# Limit of [( x^1/2 ) - x^2] / (1- x^1/2)

1. Dec 27, 2005

### frozen7

limit of [( x^1/2 ) - x^2] / (1- x^1/2)

Can anyone help me to solve this question?

I have tried all the method but I still cant get the answer.

2. Dec 27, 2005

### math-chick_41

is x going to infinity or what?

3. Dec 27, 2005

### HallsofIvy

Staff Emeritus
I think the only difficulty would be if x is going to 1. Standard trick: multiply both numerator and denominator by 1- x1/2, then factor x1/2- x out of the numerator.

4. Dec 27, 2005

### blumfeld0

I get -1 as the answer if limit is x->1
I think you can use L'hopitals rule.

blumfeld0

5. Dec 27, 2005

### frozen7

Yes..x is approaching to 1

6. Dec 27, 2005

### frozen7

I get the answer of 3 by using hallsofivy. So, which one correct actually?

7. Dec 27, 2005

### VietDao29

Err, I don't really get this... You are actually multiplying both numerator and denominator by a factor (i.e 1 - x1 / 2), which also tends to 0 as x tends to 1.
I thought we should cancel out as many factors that tend to 0 as possible?
Am I missing something?
$$\lim_{x \rightarrow 1} \frac{\sqrt{x} - x ^ 2}{1 - \sqrt{x}} = \lim_{x \rightarrow 1} \sqrt{x} \ \frac{1 - \sqrt{x ^ 3}}{1 - \sqrt{x}} = \lim_{x \rightarrow 1} \sqrt{x} \ \frac{1 - (\sqrt{x}) ^ 3}{1 - \sqrt{x}}$$
Yup. That looks good. You can always test your result by using your calculator. Pick up an x that is close to 1 from the left (say 0.99), and from the right (say 1.01). Plug that in the expression:
$$\frac{\sqrt{x} - x ^ 2}{1 - \sqrt{x}} = \frac{\sqrt{0.99} - 0.99 ^ 2}{1 - \sqrt{0.99}} = 2.97002 \approx 3$$
$$\frac{\sqrt{x} - x ^ 2}{1 - \sqrt{x}} = \frac{\sqrt{1.01} - 1.01 ^ 2}{1 - \sqrt{1.01}} = 3.03002 \approx 3$$.
Are 2.97002, and 3.03002 close to 3 or close to -1?
So you are correct! Congratulations.

Last edited: Dec 27, 2005
8. Dec 27, 2005

### Hurkyl

Staff Emeritus
Sometimes, you have to make an expression more complicated before you can simplify. This is a common trick, though: you multiply something by 1 in a clever way that simplifies the terms involved.

I think HOI meant to use $1 + \sqrt{x}$, though. (to rationalize one of the terms)

You could also do this with a change of variable, though they don't seem to teach how to do those in elementary calc classes. But you can still do it the "hard" way by writing the whole thing as a function of $\sqrt{x}$.

9. Dec 27, 2005

### BobG

L'Hopital's rule is the easiest way to solve this, but you get 3 with L'hopital's rule, as well. (1/2-2)/(-1/2)

10. Dec 27, 2005

### blumfeld0

Opps my bad. you're all right it is 3. i dont know how i got -1.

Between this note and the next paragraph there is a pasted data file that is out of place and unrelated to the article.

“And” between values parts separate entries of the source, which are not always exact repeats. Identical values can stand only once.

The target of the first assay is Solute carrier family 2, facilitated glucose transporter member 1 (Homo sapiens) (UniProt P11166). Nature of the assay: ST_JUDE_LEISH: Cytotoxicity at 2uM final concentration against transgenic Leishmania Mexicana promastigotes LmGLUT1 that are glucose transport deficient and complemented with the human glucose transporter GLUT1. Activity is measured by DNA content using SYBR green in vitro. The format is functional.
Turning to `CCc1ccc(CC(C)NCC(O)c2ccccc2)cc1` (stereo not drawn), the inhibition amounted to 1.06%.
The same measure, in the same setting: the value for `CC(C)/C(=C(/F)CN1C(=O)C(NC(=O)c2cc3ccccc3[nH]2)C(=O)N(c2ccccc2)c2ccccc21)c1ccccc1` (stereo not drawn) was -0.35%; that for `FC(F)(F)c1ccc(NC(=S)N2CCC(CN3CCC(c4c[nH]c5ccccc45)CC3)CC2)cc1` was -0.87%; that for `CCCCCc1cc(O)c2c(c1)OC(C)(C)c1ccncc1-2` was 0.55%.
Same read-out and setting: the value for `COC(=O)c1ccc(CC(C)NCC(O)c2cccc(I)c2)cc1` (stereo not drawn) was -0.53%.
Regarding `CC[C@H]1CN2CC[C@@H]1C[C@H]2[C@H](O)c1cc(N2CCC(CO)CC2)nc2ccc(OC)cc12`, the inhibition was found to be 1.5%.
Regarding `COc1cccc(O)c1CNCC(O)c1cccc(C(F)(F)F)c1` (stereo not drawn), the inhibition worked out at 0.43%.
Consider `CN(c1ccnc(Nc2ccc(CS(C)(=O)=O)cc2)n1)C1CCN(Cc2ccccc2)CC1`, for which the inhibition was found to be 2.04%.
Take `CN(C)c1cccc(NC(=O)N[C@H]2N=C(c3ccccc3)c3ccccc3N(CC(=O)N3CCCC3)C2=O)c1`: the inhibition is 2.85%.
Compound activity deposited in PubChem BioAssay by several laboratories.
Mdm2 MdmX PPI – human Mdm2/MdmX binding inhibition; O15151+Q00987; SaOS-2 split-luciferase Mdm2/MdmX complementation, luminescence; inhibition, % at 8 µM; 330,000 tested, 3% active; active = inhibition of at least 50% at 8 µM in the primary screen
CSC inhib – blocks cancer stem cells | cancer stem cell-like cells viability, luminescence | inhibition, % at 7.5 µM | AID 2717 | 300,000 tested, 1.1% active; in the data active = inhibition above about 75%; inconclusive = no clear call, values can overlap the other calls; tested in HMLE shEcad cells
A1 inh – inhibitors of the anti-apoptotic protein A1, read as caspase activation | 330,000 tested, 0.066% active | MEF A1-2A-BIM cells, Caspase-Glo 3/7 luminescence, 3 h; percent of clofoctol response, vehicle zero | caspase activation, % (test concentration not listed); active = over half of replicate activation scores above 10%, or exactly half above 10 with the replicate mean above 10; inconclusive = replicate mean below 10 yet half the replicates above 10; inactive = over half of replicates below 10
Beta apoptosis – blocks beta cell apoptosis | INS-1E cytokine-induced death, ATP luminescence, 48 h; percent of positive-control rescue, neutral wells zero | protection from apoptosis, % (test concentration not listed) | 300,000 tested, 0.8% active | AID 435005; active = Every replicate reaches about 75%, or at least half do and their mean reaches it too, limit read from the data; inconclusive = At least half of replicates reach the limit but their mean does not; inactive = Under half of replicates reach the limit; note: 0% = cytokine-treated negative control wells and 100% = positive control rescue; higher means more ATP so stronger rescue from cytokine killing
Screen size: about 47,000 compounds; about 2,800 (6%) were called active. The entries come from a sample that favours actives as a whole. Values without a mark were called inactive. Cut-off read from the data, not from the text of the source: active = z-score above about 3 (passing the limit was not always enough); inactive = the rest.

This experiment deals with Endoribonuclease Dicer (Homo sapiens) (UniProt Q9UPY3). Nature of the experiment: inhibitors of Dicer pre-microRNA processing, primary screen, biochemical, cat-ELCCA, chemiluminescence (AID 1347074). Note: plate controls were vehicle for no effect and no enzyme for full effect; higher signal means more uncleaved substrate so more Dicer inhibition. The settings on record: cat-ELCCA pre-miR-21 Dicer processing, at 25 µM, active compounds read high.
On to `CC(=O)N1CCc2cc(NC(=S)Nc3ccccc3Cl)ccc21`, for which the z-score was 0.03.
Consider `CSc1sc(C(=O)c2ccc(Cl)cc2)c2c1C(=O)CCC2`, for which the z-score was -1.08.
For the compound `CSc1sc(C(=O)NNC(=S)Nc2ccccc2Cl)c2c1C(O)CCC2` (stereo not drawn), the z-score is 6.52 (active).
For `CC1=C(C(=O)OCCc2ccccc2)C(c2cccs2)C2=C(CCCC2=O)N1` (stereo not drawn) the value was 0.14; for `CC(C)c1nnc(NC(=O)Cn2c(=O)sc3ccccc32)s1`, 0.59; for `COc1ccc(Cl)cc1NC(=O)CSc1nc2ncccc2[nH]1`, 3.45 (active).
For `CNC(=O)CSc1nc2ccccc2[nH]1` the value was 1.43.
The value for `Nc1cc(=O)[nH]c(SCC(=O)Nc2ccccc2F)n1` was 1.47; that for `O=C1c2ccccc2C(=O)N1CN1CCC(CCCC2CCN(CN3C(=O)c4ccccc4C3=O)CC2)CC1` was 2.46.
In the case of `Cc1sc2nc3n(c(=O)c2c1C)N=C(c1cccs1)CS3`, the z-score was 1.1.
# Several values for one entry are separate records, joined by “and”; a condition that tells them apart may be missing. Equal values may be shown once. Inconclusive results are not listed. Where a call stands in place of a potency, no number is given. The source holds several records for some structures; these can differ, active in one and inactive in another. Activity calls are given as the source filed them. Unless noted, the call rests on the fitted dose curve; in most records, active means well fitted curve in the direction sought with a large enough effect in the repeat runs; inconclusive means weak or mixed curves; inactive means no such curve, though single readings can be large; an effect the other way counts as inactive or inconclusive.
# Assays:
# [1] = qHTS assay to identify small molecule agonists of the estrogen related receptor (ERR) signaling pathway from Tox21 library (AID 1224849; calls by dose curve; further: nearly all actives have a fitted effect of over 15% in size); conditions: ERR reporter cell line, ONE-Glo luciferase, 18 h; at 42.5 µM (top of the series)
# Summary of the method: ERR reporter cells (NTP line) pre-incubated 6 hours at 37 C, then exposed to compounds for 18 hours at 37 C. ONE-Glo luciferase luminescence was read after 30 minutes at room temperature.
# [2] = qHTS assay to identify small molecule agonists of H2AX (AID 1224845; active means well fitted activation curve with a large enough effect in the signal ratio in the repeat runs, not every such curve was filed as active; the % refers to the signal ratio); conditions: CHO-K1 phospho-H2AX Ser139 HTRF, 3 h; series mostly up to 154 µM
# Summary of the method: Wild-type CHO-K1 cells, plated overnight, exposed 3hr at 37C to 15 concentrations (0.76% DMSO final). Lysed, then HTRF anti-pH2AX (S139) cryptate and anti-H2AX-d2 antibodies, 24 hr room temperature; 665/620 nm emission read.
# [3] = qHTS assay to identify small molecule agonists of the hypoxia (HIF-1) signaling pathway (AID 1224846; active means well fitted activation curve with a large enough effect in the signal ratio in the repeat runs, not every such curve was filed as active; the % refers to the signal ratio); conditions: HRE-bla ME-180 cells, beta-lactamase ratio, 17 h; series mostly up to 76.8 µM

sorry for any confusion

blumfeld0

11. Dec 27, 2005

### maverick6664

more basic way is

$$\frac {x^{1/2}-x^2} {1-x^{1/2}} = \sqrt{x} \frac {(1 - \sqrt{x}^3) } { 1 - \sqrt{x}} = \sqrt{x} (1+\sqrt{x} + \sqrt{x}^2)$$

Isn't it clear? no law or rules...

if you remember $$1-y^n = (1+y+y^2+ \cdots +y^{n-1}) (1-y)$$
or simply
$$1-y^3 = (1+y+y^2)(1-y)$$

"back to basic" is often useful

Last edited: Dec 28, 2005
12. Dec 27, 2005

### frozen7

Thanks...calculus is exciting..!!
By the way, is $$\frac{\sqrt{x} - x ^ 2}{1 - \sqrt{x}} = \frac{\sqrt{1.01} - 1.01 ^ 2}{1 - \sqrt{1.01}} = 3.03002 \approx 3$$
a general answer checking method?

13. Dec 28, 2005

### VietDao29

Ooops... This approach looks familiar. Have you had a look at post #7??
Hmm... :tongue2:
And so, my approach is classified as a hard way?
In case you just have your calculator with you, then yes, it is. I often use it to check whether my answer is correct or not.
It's based on the idea that when you choose an x near 1, the expression will evaluate to some value very close to 3 (since x approaches 1, the expression will approach 3).
But, watch out for rounding error. For example:
$$\lim_{x \rightarrow 0} \frac{1}{\sin ^ 2 x} - \frac{1}{x ^ 2} = \frac{1}{3}$$
If you choose x = 0.01, plug that in your calculator (in radian mode), you'll have:
$$\frac{1}{\sin ^ 2 0.01} - \frac{1}{0.01 ^ 2} = 0.33334 \approx \frac{1}{3}$$
But if you choose x = 0.00001:
$$\frac{1}{\sin ^ 2 0.00001} - \frac{1}{0.00001 ^ 2} \approx 0$$
So choose the x wisely so that it's close enough, but not too close to 1 (or 0, or whatever value x tends to.), so the calculator can evaluate the expression with the smallest rounding error.

14. Dec 28, 2005

### kant

It is obvious the numerator overwhelm the denominator.

15. Dec 28, 2005

### frozen7

Thanks a lot buddy...:)

16. Dec 28, 2005

### HallsofIvy

Staff Emeritus
What exactly do you mean by that?